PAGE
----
Deep learning. Upon hearing this latest buzzword, you are probably tempted to scream, “No, not another one!” We have already tried artificial intelligence (AI) for quality inspection. Decades ago, we attempted using neural networks, based on rigid decision-making algorithms, to predict or classify certain properties using measurements received from various inspection sensors. Image analysis was also attempted using neural networks. Unfortunately, these networks were built like a black box—signals went in and classifications came out, but nobody really understood how it was accomplished. This made it especially difficult for pharmaceutical quality organizations responsible for validating these systems. No one successfully overcame these difficulties and “black box” neural networks soon disappeared.
Has anything changed since we started using AI? Yes and no. We see an expansion of the Industrial Internet of Things. And we are on the threshold of successful autonomous driving. How can cars discriminate people from lampposts in a fraction of a second, or identify signs and approaching cyclists within the blink of an eye? They do it by using some of the same intelligent algorithms: AI, but advanced AI. Today, innovative machine learning and deep learning tools provide a much stronger basis for more robust recognition rates than in the early years of AI. “Deep learning” is machine learning that enables computers to be trained through complex mathematical structures such as convolutional neural networks (CNN). In simpler terms, a machine’s CNN’s are trained using huge amounts of data that are obtained from images or sensors. Successful training may require 100,000 or more tagged images, comprehensively analyzed by their predefined properties (i.e., labels, tags) and classified accordingly.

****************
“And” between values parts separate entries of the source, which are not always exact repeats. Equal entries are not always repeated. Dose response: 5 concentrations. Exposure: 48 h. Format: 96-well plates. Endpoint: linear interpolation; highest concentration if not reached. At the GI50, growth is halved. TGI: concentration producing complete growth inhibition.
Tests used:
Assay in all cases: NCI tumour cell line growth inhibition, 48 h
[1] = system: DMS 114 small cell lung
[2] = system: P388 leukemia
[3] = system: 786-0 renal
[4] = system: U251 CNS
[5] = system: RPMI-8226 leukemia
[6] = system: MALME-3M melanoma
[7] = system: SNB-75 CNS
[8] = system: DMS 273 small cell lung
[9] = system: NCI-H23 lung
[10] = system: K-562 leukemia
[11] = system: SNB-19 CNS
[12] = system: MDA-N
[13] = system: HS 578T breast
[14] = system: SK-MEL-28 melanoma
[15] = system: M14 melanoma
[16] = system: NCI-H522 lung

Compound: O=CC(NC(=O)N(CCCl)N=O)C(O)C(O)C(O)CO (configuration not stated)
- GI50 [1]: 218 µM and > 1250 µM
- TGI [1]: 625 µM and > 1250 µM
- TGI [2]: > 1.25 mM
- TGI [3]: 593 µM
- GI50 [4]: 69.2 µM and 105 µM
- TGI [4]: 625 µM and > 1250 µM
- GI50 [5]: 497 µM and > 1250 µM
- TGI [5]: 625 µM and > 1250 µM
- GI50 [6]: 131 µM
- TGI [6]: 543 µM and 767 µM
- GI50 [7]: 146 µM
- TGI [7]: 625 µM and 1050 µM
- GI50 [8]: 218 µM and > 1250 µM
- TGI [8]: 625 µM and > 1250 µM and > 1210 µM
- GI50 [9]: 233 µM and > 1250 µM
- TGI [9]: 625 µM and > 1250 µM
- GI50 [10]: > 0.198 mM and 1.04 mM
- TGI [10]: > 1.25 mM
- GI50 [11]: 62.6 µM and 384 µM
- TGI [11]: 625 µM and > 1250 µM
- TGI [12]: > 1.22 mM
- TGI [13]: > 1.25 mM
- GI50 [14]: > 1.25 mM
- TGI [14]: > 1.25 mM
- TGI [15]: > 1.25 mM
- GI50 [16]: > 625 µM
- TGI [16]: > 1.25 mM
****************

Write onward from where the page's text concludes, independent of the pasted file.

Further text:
The world of automated visual inspection for pharmaceutical products offers many practical benefits. It allows easier discrimination of particles from bubbles, accepts small scratches but rejects severe abrasions and even picks the few oddly shaped forms out of millions of acceptable containers. Deep learning, therefore, is helping machines accurately classify nonconforming units, but with needed flexibility, and at speeds much faster than any human inspector.
For these reasons, deep learning will be a focus of one track at this year’s Visual Inspection Forum, Oct. 23-24 in Berlin. Deep learning may provide the key to capturing the speed and consistency of automated inspection with the intelligence and flexibility of the best human inspectors. Now we just need to address the validation challenges.
Learn more about the 2018 Visual Inspection Forum.